On our way to Sinai, we stopped at a rest stop along the way. While here, we discussed posters and a model of the Suez Canal in the rest stop; as we were about to cross it to reach Sinai. The canal is 300 meters wide and runs from the Red Sea to the Mediterranean Sea. Therefore it is around 160 km long (100 miles). The canal was started in 1856 and finished in 1868. It has no canals and can allow for passage of all but the largest ships. The canal was designed and construction was supervised by Ferdinand de Lesseps who was a French engineer. Great Britain became the largest shareholder of the canal a few years after it was built, even though they originally opposed the construction of it. In 1888, all major European powers at that time signed the Convention of Constantinople which declared the canal neutral and free passage was guaranteed during time of peace as well as war. Great Britain ensured the neutrality of the canal while the Suez Canal Company managed the canal. Over the next hundred years, turmoil between different countries lead the canal to be shut down and reopened several times. Eventually, peace ensured and it was cleaned of war wreckage and has been open since the seventies. Due to high fees of using the canal and shallow water, traffic declined in the eighties. In 1997, it was announced the there would be a plan to deepen the channel and reduce the fees. Today, the canal is used by many ships to get from the Red Sea to the Mediterranean Sea. Once we were back on the bus, we were told we would be going through a tunnel 25 meters underneath the canal. This tunnel connects Africa to Asia. When you reach the other side of the tunnel you are in the continent of Asia, yet still a part of Egypt. It was neat to say we visited more than just one continent on our trip. In fact, we were all in four different continents through our entire journey to Egypt, including North America, Europe, Africa and Asia.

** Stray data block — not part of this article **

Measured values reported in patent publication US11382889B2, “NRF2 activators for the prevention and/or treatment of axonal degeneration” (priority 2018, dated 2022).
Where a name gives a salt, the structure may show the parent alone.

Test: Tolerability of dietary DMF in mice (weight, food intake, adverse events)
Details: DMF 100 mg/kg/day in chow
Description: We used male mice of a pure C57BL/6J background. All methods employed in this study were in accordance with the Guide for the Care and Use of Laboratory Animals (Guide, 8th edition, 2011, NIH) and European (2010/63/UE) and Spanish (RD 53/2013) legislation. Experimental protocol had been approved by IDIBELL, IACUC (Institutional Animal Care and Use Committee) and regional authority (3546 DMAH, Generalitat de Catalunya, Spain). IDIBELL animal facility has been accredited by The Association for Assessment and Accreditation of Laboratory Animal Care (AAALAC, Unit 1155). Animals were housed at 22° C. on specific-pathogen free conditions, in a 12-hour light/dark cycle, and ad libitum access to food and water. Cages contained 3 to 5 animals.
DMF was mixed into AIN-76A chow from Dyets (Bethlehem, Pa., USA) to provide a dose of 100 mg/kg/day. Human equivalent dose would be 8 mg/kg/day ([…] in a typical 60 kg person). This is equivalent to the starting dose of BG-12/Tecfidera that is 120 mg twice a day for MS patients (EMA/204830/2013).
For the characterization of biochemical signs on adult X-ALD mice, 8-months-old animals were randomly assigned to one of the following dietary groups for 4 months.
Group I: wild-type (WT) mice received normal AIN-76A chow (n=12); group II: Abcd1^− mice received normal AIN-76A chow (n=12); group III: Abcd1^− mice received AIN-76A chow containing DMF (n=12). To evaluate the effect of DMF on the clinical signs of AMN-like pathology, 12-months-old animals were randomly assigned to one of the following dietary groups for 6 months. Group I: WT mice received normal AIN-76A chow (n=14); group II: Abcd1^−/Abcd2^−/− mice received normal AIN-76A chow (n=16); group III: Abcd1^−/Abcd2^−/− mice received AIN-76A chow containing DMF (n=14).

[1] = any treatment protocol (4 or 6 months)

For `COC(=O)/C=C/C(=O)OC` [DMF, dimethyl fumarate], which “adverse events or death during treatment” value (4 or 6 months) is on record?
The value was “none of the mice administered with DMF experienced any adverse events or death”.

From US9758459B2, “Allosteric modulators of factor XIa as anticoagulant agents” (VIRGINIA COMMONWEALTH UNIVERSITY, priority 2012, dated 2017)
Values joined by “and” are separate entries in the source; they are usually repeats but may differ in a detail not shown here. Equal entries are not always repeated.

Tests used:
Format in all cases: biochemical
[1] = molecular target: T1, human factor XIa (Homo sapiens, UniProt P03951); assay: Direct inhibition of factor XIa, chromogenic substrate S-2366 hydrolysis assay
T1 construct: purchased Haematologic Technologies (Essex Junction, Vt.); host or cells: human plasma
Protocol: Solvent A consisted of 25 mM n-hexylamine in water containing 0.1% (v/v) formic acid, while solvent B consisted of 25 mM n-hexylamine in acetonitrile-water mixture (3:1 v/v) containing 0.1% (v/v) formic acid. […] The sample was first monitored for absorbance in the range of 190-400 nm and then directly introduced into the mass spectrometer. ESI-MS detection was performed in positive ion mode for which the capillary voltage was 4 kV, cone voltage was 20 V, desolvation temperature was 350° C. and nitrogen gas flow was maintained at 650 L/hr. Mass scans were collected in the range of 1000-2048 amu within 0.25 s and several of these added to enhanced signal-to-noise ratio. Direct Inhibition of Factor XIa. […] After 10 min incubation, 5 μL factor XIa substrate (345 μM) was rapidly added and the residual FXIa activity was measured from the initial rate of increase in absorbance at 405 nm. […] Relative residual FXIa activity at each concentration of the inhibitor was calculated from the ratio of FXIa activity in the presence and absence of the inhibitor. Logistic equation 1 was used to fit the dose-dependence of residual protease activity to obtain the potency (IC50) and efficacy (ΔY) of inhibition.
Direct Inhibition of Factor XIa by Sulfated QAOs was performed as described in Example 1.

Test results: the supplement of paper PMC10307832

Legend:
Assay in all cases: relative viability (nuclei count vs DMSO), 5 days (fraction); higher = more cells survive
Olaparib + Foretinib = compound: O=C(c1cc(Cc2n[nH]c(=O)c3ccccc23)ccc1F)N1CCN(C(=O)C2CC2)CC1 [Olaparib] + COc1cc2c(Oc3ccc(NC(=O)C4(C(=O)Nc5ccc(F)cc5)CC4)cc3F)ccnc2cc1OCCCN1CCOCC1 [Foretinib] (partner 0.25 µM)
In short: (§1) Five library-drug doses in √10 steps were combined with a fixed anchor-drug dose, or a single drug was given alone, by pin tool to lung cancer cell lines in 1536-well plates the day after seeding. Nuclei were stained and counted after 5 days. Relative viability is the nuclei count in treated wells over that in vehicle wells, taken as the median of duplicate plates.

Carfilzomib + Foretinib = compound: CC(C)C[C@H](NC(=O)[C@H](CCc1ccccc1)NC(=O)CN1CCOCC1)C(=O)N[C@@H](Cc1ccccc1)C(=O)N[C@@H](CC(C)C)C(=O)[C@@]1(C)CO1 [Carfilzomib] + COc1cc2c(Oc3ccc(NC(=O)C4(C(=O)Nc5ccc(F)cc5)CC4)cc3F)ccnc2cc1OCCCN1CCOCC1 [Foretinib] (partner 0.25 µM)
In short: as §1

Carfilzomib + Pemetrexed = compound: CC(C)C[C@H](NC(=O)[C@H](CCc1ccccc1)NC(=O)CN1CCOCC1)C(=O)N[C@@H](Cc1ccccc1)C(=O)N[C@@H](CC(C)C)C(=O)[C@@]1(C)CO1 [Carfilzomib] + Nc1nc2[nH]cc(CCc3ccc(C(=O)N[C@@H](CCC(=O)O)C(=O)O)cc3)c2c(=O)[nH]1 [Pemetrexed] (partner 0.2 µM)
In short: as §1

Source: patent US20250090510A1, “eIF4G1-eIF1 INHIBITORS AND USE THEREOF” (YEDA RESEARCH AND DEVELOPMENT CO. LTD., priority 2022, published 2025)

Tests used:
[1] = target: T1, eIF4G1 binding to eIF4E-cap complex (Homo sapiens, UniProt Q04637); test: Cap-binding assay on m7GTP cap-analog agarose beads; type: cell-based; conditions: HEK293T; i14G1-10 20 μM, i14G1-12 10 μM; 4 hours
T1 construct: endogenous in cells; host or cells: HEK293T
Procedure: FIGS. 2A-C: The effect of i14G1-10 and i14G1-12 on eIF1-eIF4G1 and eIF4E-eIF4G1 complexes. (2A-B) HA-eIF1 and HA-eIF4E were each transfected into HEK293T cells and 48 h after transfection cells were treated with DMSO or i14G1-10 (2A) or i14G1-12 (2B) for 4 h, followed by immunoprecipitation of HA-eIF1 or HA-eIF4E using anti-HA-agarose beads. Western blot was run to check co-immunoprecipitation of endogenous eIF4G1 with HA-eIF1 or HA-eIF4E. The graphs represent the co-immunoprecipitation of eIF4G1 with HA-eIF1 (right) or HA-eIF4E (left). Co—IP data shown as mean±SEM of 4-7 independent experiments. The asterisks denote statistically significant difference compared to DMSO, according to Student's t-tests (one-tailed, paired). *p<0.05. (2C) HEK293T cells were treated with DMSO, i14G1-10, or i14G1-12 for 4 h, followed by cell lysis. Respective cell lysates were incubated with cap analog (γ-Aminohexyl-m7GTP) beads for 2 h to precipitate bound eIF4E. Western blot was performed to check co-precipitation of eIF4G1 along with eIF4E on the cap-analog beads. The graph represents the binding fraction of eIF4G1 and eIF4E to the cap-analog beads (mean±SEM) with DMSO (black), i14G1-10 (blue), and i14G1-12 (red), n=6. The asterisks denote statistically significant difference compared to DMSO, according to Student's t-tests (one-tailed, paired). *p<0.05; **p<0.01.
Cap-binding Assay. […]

Posted at 4:02 PM by Katie Fretwell